By Chris Surratt
I had the opportunity a few years ago to hear Mark Miller from Chick-fil-A speak at a leadership event in Dallas, Texas. Mark was sharing about how they have built a strong leadership culture at Chick-fil-A. He said one of the keys to sustained leadership development is the capacity of the leader. Humans have finite capacity, but well-built structures have the ability to have infinite capacity.
I wonder how many of our small group systems take that fact into account? When your structure is built solely on the perseverance of the leaders, it will eventually stop growing. There is only so much that a leader, especially a volunteer leader, can produce before something has to give.
Here are five things that you can build into your structure that will allow your leaders to continue to grow without burning out:
1. Build breaks into the schedule
We cannot expect our leaders to continue to thrive if they are not stepping back from the whirlwind occasionally. In football, it doesn’t matter how dominating the team’s defense is. If they are playing every down of the game without breaks, they will start giving up ground. There are natural breaks every year where leaders should be encouraged to take a breath and not worry about pulling off a normal meeting. They will be refreshed and fired up to get back in the game afterwards.
2. Provide solid curriculum choices
If you are expecting your leaders to build and teach their own Bible studies every week, there will be eventual burnout. There are now tools available that can take a lot of the prep-work out of it. Smallgroup.com is an online library of discussion-driven and video-enhanced studies that you can customize for any small group to have a consistent and transformational discipleship experience. You can quickly build series of studies for your sermon-based groups, or you can allow group leaders to pick from over 400 video-enhanced studies from teachers like Beth Moore, Matt Chandler and Tony Evans.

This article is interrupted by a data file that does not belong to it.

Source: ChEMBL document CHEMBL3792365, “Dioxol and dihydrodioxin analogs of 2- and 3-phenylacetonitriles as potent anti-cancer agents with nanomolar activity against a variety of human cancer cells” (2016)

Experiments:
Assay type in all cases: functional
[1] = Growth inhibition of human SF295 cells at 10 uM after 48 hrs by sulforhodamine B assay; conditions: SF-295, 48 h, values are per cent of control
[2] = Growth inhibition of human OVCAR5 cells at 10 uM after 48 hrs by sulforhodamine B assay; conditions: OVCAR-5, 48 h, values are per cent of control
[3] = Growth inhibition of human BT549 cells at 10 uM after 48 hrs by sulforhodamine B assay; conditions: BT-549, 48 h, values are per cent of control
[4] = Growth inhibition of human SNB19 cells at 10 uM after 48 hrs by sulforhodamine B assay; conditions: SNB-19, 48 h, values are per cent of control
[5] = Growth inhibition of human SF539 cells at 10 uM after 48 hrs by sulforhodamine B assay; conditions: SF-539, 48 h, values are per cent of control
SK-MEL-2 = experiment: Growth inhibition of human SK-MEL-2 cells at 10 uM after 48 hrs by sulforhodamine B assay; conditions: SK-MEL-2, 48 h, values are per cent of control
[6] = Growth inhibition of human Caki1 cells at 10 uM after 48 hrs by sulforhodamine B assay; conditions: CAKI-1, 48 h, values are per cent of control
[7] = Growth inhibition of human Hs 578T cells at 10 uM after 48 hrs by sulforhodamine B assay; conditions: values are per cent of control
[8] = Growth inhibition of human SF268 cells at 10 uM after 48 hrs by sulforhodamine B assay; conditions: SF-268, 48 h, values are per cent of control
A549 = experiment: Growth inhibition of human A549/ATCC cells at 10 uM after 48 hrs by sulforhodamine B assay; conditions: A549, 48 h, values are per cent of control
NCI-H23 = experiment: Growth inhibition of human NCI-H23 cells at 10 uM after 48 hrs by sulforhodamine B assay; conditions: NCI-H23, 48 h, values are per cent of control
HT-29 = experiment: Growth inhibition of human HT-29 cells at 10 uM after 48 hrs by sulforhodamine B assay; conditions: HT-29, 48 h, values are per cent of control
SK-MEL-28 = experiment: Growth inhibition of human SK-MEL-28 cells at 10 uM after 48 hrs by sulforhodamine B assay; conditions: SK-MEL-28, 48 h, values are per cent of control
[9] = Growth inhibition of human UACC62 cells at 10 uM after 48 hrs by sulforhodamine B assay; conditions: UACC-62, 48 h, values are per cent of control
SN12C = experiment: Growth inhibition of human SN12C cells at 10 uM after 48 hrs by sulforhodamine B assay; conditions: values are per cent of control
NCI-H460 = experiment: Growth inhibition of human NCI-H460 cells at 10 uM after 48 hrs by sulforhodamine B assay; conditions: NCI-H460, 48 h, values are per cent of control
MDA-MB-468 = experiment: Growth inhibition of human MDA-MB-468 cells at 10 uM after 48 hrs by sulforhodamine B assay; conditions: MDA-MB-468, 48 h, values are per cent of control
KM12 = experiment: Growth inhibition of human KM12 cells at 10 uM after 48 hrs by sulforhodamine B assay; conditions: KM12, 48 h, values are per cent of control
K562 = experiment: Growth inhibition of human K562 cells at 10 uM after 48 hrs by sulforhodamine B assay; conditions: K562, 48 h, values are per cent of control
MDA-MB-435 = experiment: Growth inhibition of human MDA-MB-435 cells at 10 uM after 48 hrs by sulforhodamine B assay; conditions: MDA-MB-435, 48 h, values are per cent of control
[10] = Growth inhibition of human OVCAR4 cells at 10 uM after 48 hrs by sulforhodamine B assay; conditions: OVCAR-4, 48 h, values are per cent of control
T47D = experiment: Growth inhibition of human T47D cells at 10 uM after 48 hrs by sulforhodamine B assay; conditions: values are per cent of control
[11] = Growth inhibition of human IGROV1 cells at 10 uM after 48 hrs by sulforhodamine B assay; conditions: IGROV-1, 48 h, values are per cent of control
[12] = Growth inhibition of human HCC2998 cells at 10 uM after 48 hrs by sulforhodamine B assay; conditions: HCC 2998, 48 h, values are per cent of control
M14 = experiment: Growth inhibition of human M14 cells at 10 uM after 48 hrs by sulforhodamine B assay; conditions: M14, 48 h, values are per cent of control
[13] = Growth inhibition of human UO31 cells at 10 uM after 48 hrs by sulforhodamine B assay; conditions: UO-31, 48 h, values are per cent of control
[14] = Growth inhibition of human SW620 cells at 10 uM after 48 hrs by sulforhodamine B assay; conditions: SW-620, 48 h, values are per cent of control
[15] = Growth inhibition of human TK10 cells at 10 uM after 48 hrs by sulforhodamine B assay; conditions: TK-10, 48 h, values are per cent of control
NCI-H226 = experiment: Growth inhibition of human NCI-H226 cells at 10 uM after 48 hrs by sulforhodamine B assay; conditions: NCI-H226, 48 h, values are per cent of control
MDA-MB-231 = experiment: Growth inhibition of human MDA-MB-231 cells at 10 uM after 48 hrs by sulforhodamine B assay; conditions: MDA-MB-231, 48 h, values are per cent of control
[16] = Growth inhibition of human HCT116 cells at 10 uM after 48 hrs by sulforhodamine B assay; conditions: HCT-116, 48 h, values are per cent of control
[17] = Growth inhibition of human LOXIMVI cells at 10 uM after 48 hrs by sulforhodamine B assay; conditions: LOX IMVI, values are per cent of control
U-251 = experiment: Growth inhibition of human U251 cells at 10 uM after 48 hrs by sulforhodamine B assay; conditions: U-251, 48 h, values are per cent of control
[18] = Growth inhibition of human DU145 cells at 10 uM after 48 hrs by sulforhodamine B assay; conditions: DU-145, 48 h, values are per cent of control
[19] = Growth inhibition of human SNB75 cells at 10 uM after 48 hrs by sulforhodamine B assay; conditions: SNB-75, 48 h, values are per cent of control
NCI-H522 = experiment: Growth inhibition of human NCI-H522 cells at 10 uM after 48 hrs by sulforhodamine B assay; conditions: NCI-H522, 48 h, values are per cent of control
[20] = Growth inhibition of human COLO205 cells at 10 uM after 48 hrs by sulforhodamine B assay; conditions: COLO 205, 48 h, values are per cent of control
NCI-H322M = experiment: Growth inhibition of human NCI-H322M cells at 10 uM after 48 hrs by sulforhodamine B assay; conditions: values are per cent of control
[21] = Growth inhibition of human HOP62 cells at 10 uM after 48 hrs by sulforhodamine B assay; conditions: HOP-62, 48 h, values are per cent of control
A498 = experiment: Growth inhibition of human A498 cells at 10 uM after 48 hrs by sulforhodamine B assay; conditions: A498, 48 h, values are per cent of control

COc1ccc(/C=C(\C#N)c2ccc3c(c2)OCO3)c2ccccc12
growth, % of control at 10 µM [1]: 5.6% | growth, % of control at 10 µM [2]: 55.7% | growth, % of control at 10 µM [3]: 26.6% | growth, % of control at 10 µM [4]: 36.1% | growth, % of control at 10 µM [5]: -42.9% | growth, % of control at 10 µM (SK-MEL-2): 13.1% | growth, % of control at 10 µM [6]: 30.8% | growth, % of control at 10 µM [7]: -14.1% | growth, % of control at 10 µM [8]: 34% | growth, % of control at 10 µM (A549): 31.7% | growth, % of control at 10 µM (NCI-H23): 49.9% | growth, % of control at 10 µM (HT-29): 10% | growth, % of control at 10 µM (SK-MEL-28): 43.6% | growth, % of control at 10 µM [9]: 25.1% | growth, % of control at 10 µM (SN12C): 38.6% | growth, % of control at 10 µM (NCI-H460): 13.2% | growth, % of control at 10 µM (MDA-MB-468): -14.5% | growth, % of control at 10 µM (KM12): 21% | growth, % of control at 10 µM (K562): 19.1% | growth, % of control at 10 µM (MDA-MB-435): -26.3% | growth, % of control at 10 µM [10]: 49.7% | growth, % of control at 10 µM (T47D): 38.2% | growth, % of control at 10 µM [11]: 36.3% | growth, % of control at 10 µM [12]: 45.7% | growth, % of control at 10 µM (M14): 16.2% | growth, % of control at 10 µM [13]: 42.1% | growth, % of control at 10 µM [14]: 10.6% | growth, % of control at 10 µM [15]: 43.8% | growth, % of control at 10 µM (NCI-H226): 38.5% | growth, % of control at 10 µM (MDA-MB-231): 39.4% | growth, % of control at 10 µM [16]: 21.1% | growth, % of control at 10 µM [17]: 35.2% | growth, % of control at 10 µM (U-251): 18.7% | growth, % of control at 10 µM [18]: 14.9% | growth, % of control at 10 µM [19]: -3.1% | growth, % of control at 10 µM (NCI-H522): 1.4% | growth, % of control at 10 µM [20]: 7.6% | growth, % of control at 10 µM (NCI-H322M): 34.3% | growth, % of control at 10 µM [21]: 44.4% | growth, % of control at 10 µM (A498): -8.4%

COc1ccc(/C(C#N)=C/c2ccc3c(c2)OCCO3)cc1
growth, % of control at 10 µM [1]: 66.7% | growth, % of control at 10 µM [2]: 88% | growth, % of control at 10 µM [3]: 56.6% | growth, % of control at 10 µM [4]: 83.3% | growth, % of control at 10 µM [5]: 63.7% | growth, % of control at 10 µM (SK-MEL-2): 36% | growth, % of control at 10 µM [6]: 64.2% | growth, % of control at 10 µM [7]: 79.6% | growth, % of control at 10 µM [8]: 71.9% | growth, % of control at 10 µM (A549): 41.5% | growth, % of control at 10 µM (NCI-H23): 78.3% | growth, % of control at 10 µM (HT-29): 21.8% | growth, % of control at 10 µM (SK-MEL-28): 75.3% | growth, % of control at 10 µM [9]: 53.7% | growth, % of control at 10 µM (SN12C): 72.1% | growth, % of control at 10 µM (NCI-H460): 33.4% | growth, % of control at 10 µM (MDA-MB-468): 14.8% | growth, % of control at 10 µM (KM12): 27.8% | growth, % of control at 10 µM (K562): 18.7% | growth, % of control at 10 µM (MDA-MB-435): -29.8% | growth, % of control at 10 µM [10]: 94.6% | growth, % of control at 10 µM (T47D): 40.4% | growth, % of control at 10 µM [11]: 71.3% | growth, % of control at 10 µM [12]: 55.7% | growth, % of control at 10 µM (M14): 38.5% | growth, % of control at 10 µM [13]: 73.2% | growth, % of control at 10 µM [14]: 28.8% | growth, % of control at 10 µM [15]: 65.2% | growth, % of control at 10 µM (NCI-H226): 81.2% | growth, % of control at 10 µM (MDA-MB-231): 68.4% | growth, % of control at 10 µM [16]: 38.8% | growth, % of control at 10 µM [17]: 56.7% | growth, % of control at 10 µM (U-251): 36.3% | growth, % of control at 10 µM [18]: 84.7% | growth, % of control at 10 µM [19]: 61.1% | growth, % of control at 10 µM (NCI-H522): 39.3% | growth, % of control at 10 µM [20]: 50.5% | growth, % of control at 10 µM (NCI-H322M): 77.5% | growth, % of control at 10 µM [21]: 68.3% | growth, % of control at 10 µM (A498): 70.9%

3. Train leaders to share the work
Leaders are missing opportunities to disciple if they are doing everything for the group. The workload should be shared, not only to help the leader, but also to help group members discover their gifts. Each element of a group meeting should be carried by a different person, including facilitating the discussion.
4. Allow leaders to step away
While we would love every leader to continue leading their group forever, the reality is that leaders need to occasionally completely step away from it for a season to be healthy. Build in the value of having an apprentice leader so they can be ready to step in and continue the group. This season may be a great opportunity for the leader to move into a coaching role for other leaders.
5. Model a healthy balance
If the point leader is not taking regular Sabbaths, she is not modeling a healthy ministry life for her leaders. The structure is only as strong as its leader. You have to remember that ministry is a marathon not a sprint. We are all in this for the long-game – to see healthy people make disciples who make disciples.
Chris Surratt is a ministry consultant to the local church, and manager of SmallGroup.com for LifeWay. He is the author of Small Groups For The Rest Of Us.